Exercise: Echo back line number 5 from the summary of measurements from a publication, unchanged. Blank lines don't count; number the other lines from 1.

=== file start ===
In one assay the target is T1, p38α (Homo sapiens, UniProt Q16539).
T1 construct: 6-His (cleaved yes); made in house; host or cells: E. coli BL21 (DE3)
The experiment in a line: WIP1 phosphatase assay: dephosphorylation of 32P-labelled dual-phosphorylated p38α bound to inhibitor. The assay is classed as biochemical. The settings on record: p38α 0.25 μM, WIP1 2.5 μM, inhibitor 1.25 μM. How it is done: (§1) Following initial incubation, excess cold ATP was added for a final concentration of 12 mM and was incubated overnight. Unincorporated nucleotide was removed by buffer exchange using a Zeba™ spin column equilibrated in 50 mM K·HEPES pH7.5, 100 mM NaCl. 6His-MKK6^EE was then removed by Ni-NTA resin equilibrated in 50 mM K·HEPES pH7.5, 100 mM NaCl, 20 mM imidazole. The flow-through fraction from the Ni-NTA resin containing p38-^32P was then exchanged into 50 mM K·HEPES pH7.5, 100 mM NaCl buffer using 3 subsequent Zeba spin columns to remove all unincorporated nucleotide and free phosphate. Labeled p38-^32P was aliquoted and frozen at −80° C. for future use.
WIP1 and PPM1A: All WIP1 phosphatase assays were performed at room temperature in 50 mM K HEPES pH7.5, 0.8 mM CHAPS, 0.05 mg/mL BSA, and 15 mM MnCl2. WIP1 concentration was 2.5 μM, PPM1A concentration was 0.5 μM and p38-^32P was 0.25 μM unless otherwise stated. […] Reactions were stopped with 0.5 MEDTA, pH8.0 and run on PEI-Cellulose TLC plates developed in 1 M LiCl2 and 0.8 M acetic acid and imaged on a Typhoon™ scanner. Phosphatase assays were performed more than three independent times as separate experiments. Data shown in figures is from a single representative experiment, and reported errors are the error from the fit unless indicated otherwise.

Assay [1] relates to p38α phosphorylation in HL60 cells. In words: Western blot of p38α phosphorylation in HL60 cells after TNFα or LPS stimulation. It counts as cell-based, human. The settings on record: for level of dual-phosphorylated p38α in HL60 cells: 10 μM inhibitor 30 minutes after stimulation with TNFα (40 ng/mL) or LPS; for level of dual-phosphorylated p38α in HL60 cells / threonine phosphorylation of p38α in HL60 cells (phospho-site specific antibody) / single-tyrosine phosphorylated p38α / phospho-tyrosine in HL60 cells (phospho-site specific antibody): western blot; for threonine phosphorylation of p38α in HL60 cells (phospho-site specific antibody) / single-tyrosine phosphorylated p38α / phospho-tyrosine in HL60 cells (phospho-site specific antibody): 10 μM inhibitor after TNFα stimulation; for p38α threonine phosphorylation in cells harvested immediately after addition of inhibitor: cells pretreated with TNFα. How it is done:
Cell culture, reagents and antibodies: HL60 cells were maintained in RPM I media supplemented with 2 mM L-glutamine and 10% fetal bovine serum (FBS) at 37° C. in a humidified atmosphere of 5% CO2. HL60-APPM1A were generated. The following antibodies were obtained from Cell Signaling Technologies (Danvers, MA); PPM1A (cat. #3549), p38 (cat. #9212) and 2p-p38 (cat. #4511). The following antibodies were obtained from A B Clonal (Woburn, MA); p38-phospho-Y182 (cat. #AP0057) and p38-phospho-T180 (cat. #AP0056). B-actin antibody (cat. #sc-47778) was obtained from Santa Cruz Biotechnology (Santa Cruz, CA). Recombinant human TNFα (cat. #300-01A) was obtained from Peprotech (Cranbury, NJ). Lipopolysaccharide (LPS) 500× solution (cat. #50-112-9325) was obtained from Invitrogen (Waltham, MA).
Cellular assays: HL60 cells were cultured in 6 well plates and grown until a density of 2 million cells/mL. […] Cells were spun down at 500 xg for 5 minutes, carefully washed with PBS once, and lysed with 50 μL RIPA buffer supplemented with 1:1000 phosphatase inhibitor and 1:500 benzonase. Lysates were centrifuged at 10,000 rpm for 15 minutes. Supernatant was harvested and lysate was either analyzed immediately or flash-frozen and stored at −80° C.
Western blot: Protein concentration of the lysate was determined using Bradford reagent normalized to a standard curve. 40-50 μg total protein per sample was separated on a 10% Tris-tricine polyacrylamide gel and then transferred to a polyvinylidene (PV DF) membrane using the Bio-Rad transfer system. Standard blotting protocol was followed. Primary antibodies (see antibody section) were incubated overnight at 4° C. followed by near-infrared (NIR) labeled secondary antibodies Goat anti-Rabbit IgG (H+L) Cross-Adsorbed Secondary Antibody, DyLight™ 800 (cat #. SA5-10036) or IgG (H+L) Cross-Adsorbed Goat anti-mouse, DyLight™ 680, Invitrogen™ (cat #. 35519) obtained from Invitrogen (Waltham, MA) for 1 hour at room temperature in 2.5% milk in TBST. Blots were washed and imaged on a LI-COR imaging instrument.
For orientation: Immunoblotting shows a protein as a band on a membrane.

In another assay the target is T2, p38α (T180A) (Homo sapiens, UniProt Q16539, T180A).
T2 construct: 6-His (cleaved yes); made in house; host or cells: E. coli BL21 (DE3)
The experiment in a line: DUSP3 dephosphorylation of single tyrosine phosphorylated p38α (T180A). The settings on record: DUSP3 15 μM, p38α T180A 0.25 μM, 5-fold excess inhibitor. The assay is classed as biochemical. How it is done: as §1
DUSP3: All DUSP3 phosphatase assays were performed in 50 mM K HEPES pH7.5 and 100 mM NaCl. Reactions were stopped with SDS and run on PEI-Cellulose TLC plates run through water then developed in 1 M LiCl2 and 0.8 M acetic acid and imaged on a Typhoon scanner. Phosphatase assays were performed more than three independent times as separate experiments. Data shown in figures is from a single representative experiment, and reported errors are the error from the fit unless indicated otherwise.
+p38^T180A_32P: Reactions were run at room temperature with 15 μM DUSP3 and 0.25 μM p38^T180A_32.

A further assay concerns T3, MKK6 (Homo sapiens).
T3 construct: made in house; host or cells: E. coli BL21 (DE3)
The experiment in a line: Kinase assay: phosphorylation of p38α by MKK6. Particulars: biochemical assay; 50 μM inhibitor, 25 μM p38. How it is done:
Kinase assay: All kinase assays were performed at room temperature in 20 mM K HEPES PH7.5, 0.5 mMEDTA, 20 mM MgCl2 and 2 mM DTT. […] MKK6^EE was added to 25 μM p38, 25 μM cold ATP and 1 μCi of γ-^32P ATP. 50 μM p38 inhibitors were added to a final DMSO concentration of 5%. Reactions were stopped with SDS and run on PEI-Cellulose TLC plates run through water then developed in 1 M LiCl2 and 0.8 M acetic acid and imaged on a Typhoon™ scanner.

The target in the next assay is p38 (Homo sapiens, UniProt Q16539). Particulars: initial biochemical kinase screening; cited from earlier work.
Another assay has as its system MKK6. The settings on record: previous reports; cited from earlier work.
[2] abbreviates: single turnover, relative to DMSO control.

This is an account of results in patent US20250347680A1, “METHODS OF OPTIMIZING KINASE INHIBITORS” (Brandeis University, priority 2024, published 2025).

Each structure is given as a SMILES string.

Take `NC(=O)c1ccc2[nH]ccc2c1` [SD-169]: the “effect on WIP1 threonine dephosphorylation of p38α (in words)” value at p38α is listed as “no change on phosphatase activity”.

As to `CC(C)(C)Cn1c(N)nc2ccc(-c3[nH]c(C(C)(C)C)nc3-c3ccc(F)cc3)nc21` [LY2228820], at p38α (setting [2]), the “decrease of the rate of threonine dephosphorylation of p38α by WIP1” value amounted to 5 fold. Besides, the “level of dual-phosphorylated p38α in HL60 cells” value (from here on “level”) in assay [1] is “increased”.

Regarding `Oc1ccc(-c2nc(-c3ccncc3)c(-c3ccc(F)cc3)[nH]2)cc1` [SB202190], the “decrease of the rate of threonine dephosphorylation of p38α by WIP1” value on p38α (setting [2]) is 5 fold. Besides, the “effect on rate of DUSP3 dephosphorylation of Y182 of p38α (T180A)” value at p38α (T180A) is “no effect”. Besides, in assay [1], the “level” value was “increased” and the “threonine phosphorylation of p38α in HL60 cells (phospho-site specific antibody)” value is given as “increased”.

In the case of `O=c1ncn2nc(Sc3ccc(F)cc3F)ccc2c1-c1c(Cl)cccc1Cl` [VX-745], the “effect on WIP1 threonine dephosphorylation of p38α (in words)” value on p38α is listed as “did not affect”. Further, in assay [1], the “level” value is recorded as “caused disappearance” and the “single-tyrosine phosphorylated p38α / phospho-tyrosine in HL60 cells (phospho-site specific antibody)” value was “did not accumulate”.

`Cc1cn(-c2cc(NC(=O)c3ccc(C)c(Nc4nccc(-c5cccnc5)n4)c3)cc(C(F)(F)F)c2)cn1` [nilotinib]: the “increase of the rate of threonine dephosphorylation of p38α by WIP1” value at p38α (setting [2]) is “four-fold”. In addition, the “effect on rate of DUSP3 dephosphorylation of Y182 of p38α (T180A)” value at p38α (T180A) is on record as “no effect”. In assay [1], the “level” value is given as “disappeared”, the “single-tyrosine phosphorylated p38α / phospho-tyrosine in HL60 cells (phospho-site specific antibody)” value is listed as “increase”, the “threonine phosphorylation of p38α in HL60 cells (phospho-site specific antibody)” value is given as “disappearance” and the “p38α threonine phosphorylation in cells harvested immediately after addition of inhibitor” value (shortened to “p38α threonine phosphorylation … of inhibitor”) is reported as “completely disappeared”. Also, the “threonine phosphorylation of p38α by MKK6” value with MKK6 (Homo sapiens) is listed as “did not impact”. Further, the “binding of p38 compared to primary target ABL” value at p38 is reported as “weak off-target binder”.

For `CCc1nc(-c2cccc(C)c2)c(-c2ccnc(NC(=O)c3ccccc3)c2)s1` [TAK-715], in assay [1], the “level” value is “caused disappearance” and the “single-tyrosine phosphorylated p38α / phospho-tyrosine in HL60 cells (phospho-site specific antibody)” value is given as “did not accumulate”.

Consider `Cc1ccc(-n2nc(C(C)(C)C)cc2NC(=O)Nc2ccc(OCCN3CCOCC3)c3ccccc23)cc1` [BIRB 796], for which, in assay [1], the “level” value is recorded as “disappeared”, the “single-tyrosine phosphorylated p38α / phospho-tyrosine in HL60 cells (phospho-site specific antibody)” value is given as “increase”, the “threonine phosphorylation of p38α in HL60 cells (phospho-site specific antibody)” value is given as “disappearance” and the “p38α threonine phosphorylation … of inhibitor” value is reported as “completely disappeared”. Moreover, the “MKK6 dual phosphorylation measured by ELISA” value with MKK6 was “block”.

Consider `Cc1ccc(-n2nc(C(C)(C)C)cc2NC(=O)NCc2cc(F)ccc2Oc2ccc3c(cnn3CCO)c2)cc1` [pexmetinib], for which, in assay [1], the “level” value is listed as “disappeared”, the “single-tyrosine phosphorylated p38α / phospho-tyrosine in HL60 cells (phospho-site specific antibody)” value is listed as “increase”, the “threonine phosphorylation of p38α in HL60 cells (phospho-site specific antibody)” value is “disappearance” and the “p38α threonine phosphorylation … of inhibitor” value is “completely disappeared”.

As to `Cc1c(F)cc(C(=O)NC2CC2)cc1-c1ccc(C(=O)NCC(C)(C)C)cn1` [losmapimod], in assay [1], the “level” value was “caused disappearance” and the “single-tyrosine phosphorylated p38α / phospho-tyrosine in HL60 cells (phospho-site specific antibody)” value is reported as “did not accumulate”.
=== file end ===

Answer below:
Assay [1] relates to p38α phosphorylation in HL60 cells. In words: Western blot of p38α phosphorylation in HL60 cells after TNFα or LPS stimulation. It counts as cell-based, human. The settings on record: for level of dual-phosphorylated p38α in HL60 cells: 10 μM inhibitor 30 minutes after stimulation with TNFα (40 ng/mL) or LPS; for level of dual-phosphorylated p38α in HL60 cells / threonine phosphorylation of p38α in HL60 cells (phospho-site specific antibody) / single-tyrosine phosphorylated p38α / phospho-tyrosine in HL60 cells (phospho-site specific antibody): western blot; for threonine phosphorylation of p38α in HL60 cells (phospho-site specific antibody) / single-tyrosine phosphorylated p38α / phospho-tyrosine in HL60 cells (phospho-site specific antibody): 10 μM inhibitor after TNFα stimulation; for p38α threonine phosphorylation in cells harvested immediately after addition of inhibitor: cells pretreated with TNFα. How it is done: